Thank you for reading Red Bull Rising. I hope you'll continue this journey with me. I hope that you will continue to think good thoughts, and pray for the safe return of the Red Bull.

In the meantime, tomorrow is another day, and, well ...

Let's just say I haven't told you everything yet.


  1. Oy, what a whiplash experience. I had wondered if this was what you were leading up to telling us. Happy for your family, though. :-) And yes, you've still got the suspense going.

  2. Okay, so now you go over as an embedded reporter in 2011 with Andrew Lubin. WOW! What a time THAT would be!

  3. Wow, that's surprising news. Glad you'll be safely home. We'll keep a good thought for the rest of the Iowa soldiers on their journeys.

  4. @ Kanani: Why am I getting a Gonzo-vibe of "Fear and Loathing in Afghanistan" from that suggestion? I'll have to ask the good professor if he needs a Sherpa ...

  5. Just keep writing Sherpa... We're here for ya.

    Life takes many twists and turns when we least expect it, doesn't it?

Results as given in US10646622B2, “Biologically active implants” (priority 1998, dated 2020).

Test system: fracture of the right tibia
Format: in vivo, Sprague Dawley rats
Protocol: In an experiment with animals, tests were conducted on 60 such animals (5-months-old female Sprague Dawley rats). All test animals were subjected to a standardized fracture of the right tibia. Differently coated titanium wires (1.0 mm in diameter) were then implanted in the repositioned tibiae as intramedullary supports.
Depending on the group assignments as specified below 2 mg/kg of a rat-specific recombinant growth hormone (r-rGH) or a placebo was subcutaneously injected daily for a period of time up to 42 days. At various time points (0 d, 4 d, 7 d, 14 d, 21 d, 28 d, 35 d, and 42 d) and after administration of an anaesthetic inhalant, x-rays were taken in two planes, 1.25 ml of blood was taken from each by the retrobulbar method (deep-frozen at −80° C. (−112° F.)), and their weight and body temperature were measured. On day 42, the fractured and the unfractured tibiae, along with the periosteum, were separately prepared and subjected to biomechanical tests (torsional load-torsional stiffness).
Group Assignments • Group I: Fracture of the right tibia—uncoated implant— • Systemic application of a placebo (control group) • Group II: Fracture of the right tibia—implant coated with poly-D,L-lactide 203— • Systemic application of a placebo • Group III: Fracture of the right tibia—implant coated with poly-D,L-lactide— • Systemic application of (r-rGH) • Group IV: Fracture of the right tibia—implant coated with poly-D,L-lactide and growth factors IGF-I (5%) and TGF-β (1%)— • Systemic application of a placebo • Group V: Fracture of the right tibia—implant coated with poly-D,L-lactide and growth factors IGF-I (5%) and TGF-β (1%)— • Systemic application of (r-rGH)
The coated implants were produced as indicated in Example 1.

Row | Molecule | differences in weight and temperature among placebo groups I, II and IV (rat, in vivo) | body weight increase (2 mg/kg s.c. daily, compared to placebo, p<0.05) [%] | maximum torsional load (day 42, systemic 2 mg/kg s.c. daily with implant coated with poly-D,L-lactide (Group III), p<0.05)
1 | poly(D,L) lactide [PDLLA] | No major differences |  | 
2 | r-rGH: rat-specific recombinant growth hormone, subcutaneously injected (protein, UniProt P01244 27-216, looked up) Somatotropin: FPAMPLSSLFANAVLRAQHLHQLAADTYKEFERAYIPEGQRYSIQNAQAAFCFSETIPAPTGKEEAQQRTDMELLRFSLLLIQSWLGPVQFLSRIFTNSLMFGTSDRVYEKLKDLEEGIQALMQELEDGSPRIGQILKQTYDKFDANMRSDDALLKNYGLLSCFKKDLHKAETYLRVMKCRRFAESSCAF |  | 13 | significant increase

Sending you a "Good luck" wish no matter where your path leads.

  6. Looking forward to your future writings.

    ...hoping all is well off the bus.

  7. Oh wow!!! I'm so sorry and happy for you all in the same breath! I know I had a hard time seeing everyone go, wishing I was going with them and I've been out for 4 years now! Hope you can re-adjust your focus easily and hope you don't get too down about not going with your buddies. We need good soldiers back home as well :) Things happen for a reason, I'm certain you aren't still here by mistake. :)

  8. It is great news for your family, but on the soldier side, I know the mixed feelings you have. I stood on the pier on my next to last day in the Navy and watched my ship pull away from the pier for her next voyage, waving at all my friends. And I will still be around reading your stuff. You are too good a writer. I have to keep coming back.

  9. Sherpa - I understand your inner conflict. We almost had some guys that didn't go when our team deployed because of medical reasons (I was one of them!). So I know how you must feel.

    Believe me, there are plenty of Soldiers out there who are pretty good at what we do, so don't feel like you're letting anyone down by not going! It's a young man's game anyway, so as I get older, I feel much less guilty about staying behind and doing what I do.